6. As for “net benefits” you can measure and compare people’s psychic costs as a smaller part of their overall utility measurements?

    Haven’t you argued earlier that happiness is a better terminal scale for analysis of well being? Can’t we incur psychic costs and positional externalities and be happy given most of the happiness literature shows a fairly constant level of happiness, save for influential variables like health and sex?

  33. PS RS.,

    Please tell us how you would tax us, what your level of tax/GDP ratio would be and what you would spend extra revenue on (or do you wish to stifle us with a myriad of inefficient taxes)?

    For contrast, I propose that we set a rough target of 10% tax/GDP ratio and set a rule that Govenrment spending needs to generate a net benefit over the cost of collection of taxes. We should have a 5% VAT nationally and a 1% Gerogist tax to fund the states. Policing and the military should be the main focus of Govenrment action. welfare would be overhauled and simplified with a basic income.

    My illustration is very rough, just tell us your general idea. You have never revealed how much revenue you want to raise or where this should go.

  34. Not for the first time Mark, your responses misrepresent my position and entail supposed ‘challenges’ to conclusions that arise for your imagination rather than anything I have said or implied.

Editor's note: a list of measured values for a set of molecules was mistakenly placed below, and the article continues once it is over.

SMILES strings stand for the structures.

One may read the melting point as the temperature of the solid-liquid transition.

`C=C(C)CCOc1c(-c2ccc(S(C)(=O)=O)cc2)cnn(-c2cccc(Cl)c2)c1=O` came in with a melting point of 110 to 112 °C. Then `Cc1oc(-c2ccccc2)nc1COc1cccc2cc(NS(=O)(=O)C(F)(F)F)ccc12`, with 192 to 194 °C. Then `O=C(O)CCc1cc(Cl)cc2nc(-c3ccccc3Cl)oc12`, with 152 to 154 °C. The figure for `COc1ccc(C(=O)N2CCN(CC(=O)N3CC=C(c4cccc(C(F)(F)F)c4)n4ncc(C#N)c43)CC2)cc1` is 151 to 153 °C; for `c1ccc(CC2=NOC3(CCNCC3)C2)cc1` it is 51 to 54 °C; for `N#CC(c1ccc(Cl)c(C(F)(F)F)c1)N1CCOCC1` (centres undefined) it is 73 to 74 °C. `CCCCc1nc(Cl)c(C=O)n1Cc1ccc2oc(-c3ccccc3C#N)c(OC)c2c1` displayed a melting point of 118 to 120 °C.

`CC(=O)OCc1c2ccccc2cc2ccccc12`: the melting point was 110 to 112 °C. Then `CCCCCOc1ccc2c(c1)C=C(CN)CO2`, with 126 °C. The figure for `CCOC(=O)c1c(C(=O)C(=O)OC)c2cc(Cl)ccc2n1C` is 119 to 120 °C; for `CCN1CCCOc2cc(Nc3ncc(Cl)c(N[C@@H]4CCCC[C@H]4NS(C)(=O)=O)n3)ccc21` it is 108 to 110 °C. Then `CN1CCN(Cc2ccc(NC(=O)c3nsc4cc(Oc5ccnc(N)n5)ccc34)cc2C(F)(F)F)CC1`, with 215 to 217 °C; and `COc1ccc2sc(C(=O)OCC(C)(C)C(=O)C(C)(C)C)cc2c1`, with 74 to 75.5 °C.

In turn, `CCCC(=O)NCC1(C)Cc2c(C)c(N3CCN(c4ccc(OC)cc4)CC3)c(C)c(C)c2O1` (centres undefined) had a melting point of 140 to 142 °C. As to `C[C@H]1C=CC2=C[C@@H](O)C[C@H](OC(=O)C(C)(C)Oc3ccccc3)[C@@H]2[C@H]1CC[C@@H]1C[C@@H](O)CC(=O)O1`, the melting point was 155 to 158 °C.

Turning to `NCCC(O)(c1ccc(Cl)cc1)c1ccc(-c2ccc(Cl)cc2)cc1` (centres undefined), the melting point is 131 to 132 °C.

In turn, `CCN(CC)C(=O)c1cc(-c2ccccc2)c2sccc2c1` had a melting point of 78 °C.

For instance, your first response is the challenge that I “know for sure” that , when in fact I pointed out that I am not prepared to give any guarantee of a particular outcome, but that certainty is not required to justify government actions.

    Similarly, you assert that I “don’t give a fig about the veil of ignorance as a tool of analysis”. In fact I do, and I think using it bolsters my case. However, all I said was that the point of your question – namely “What about the veil of ignorance?” – was unclear. It is a ridiculous interpretation of that – which reveals either substantial cognitive limitations on your part or a malicious intent to miss the point – to say that I don’t give a fig about the veil of ignorance as an analytical tool.


    PS: My earlier response of “No” to your original question five was to the second sentence in that question; not the first. Thus, I was not admitting to lacking rationality and adaptive expectations. The confusion caused was my fault. Apologies.

    Ricahrd, over and out.

  35. Whether you act on those feelings are in a sense up to you, but the feelings themselves are not something you can prevent.*

    Yes they are. This really comes down to the problem with your position. Yes, there will be a hormonal reaction to a sexual invitation (evolution has made it this way for obvious reasons) but as beings of reason we don’t live like animals. Or at least we can choose not to. The ‘feelings’ that the hormonal reaction causes is dependant on the values we create within ourselves. If you don’t have the will to develop these values you are condemned to live as an animal, or at best a tribal being (or pack animal).